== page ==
Bengaluru, November 1: Ashish Nehra will always have that big, frustrating 'what if' tag around him. What if the injuries did not ravage his career? What if Nehra had managed his fragile as a flower pot body?
What if this and What if that?
But Nehra is not the only bowler who struggled against an injury prone body and got their careers nipped untimely.
Let's look at some of them.
Ian Bishop (West Indies)
He was, perhaps, last of the big, bad West Indian fast bowler to have terrorised batsmen around. He crossed 50 wickets in just 11 Tests. But he ended up with 161 sticks from 43 Tests, succumbing to stress fracture and walking into sunset at 31. In between, he reminded us about his awesome abilities with a 6/87 against India at Bridgetown or with a 6/40 at Perth. In the end, just sad footnotes.
Shane Bond (New Zealand)
When he retired at the age 34, all Bond played were 18 Tests (87 wickets) and 82 ODIs (147 wickets). His average stood at a tremendous 22.09 in Tests and 20.88 in ODIs. Bond always produced his best against Australia averaging an extraordinary 15.79 against the rivals across the Tasman sea. He could clock 150 kmph often with a clean action but his spine, knees and feet did not bear the burden and he broke down. But Bond never sacrificed his pace for longevity.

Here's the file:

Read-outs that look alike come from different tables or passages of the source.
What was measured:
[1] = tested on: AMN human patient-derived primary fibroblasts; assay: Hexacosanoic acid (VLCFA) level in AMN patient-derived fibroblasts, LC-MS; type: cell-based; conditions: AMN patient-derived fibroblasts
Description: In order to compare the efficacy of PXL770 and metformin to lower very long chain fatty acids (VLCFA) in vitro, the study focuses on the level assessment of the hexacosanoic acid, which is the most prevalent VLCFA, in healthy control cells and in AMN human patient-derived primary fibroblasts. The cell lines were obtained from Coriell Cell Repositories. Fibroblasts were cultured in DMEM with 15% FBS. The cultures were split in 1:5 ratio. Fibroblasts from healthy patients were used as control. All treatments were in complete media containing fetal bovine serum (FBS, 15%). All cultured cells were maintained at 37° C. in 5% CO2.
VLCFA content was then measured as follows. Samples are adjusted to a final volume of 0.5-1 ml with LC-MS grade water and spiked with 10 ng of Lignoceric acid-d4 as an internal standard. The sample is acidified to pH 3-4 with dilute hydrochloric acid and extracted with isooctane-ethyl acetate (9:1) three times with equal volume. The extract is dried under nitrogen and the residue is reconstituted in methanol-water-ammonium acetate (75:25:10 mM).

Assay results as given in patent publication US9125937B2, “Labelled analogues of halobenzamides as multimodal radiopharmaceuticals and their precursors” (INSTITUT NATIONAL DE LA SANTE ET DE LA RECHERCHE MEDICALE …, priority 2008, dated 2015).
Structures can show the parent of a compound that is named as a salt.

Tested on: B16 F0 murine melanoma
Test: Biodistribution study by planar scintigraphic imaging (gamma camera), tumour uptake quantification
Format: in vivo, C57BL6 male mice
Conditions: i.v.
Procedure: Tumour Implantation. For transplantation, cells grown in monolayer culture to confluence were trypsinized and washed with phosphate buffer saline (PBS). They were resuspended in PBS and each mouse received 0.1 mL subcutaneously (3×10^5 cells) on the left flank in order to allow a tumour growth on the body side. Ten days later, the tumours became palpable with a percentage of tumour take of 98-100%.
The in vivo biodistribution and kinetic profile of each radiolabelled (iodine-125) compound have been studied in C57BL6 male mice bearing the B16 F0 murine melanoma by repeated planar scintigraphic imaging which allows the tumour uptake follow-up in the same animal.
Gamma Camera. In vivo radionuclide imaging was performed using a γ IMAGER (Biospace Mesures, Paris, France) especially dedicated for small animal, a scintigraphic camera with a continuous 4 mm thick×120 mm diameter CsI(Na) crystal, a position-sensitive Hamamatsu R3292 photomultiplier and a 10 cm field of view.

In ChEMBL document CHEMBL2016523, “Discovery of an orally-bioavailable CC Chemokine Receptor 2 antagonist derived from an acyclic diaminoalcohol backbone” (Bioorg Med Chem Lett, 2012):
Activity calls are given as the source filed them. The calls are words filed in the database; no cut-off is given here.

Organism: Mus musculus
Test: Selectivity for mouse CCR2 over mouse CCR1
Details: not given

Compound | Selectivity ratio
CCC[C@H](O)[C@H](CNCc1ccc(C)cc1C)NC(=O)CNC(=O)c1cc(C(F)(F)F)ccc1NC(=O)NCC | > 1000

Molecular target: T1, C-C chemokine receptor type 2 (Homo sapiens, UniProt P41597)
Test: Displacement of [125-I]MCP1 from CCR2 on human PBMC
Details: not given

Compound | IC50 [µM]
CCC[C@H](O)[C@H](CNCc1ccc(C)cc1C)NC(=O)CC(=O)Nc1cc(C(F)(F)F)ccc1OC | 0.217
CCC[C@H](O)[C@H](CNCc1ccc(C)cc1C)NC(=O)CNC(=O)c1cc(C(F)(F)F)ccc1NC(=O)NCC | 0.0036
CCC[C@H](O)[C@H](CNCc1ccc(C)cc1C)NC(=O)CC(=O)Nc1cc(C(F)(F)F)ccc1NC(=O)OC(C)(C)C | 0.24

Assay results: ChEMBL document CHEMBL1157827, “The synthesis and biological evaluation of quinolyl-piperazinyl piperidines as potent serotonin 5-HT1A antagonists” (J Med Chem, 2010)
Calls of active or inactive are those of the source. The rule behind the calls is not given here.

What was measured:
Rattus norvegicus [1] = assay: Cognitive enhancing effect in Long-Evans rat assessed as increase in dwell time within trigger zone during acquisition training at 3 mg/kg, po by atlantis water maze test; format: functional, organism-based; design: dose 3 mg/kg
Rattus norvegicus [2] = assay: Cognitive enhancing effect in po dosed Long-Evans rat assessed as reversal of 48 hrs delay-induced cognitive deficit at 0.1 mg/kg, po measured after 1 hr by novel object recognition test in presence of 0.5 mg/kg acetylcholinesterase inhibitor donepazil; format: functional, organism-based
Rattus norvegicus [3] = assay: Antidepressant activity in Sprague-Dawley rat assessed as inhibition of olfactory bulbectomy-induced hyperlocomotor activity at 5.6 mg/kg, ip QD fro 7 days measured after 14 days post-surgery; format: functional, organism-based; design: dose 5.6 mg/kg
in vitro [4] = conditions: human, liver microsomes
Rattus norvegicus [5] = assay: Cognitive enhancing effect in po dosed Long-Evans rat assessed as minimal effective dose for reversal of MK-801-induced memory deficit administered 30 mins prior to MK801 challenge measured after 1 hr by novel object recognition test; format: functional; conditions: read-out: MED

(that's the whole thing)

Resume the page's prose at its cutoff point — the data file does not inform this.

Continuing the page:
Shaun Tait (Australia)
161.1 kmph. It was the ball the Aussie produced to become the second fastest bowler in 2010 against England. But we saw the raw pace of Tait only for three Tests and 35 ODIs (62 wickets at 23.5 overs). In the limited time, Tait also was a part of Australia's World Cup winning squad in 2007. He quit Tests and ODIs at the age of 28 after shoulder, knee, elbow and back injuries ravaged him to play occasional T20Is. He still moves around in Essex.
Simon Jones (England)
Jones had pace, swing and accuracy. But what he did not have was fortune. In 2003, he twisted his ankle and jacknifed in the air at Brisbane while fielding - a freak accident - and never really recovered. In 2005, though he played a significant part in England's Ashes regaining campaign along with Andrew Flintoff and Steve Harmison. Jones picked up 18 wickets but in all he could play only 18 Tests for 59 wickets. In fact, an injury forced him to sit out of the series-deciding fifth Test - a symbol of his struggles.
Bruce Reid (Australia)
The 6'8 Western Australian left-arm pacer was Australia's big hope in the post Lillee-Thomson era. But he retired at age of 29 after his frail frame could not stand the rigorous of fast bowling that gave him multiple injuries. His high point came when he captured 27 wickets from first four Tests at 16 in the 1990-91 Ashes against England. However, he could play only 27 Tests for 113 wickets and 61 ODIs for 63 wickets.